Machine learning is being hailed as the new savior. As the hype around artificial intelligence (AI) increases, trust is being placed in it to solve even the most complex of problems. Results from the lab back up these expectations. Detecting a Covid-19 infection using X-ray images or even speech, autonomous driving, automatic deepfake recognition — all of this is possible using AI under laboratory conditions. Yet when these models are applied in real life, the results are often less than adequate. Why is that? If machine learning is viable in the lab, why is it such a challenge to transfer it to real-life scenarios? And how can we build models that are more robust in the real world? This blog article scrutinizes scientific machine learning models and outlines possible ways of increasing the accuracy of AI in practice.
A digital twin is a virtual representation of a real system or device. It accompanies its physical counterpart during its entire life cycle. Tests, optimization procedures and bug hunting can be carried out on the twin first without involving the real device (that may not even exist at that moment). In this article, I want to give you some recommendations on how to harness that potential for improving upon the state of OT security (Operational Technology Security), e.g., within manufacturing or building automation.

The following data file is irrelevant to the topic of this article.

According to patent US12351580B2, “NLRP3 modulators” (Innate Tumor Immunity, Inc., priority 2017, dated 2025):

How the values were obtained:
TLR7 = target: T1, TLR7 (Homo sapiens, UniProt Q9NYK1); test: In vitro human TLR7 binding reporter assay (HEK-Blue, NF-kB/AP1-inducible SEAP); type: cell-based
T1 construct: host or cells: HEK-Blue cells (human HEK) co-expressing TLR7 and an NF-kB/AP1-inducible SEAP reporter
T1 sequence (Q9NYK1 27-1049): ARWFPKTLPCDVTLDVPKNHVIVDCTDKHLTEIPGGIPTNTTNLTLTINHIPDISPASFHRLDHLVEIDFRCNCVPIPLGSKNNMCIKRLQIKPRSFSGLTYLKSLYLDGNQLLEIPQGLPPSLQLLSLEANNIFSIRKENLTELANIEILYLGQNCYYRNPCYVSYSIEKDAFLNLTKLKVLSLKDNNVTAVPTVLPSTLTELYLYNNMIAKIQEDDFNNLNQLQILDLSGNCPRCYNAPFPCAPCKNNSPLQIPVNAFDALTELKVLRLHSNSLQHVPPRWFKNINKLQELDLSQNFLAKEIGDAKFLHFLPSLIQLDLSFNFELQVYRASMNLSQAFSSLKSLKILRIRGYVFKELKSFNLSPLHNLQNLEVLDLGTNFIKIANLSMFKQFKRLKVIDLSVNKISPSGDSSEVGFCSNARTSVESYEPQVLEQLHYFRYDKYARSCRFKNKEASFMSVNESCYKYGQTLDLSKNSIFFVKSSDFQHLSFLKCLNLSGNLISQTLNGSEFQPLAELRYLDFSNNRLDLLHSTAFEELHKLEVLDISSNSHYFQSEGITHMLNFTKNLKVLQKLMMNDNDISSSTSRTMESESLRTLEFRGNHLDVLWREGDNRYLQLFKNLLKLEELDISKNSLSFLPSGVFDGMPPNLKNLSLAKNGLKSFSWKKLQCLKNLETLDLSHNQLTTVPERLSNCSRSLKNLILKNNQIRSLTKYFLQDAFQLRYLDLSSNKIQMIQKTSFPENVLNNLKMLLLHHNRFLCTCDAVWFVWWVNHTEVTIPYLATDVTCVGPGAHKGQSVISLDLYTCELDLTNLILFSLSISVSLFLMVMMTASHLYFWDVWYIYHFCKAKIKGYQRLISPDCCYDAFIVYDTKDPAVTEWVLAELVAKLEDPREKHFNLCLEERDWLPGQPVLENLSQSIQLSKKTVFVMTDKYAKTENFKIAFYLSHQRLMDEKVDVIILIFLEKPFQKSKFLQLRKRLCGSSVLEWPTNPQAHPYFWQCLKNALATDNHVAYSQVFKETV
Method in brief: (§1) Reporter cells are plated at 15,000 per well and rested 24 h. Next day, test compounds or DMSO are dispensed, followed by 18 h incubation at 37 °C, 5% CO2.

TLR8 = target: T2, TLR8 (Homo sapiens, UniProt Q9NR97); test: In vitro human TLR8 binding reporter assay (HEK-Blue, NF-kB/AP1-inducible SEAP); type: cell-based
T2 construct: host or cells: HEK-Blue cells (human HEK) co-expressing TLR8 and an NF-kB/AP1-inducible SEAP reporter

The threat posed by quantum computers to the asymmetric cryptography in use today has been well known in the scientific community for more than 25 years, since Peter Shor published a polynomial algorithm for prime factorization to solve the discrete logarithm on a quantum computer. In recent years, crypto experts have increasingly been warning of the progress that is being made in quantum computing and its relevance for cryptography.
Research on post-quantum cryptography (PQC) at the Fraunhofer Institute for Applied and Integrated Security AISEC aims to enable businesses, government bodies and citizens to continue to have access to usable cryptography that will remain secure in the long term so they can keep their data secure. This blog article provides a brief overview of four ongoing projects.
Digital identities — a statement by our expert Marian Margraf for the German Federal Parliament’s Committee on Digital Affairs
On July 4, 2022, the Committee on Digital Affairs held a public hearing on “Digital identities” at the German Federal Parliament (Bundestag). Our expert Marian Margraf, Head of Secure Systems Engineering at Fraunhofer AISEC and Professor at Freie Universität Berlin, was invited to the event. He addressed in particular the use of the self-sovereign identity (SSI) principle in current solutions, for example in mobile end devices. In addition to the challenges presented by the widespread use of digital identities, he also outlined possible solutions for electronic trust services that are both secure and socially accepted. This blog article is an abridged transcript of his statement.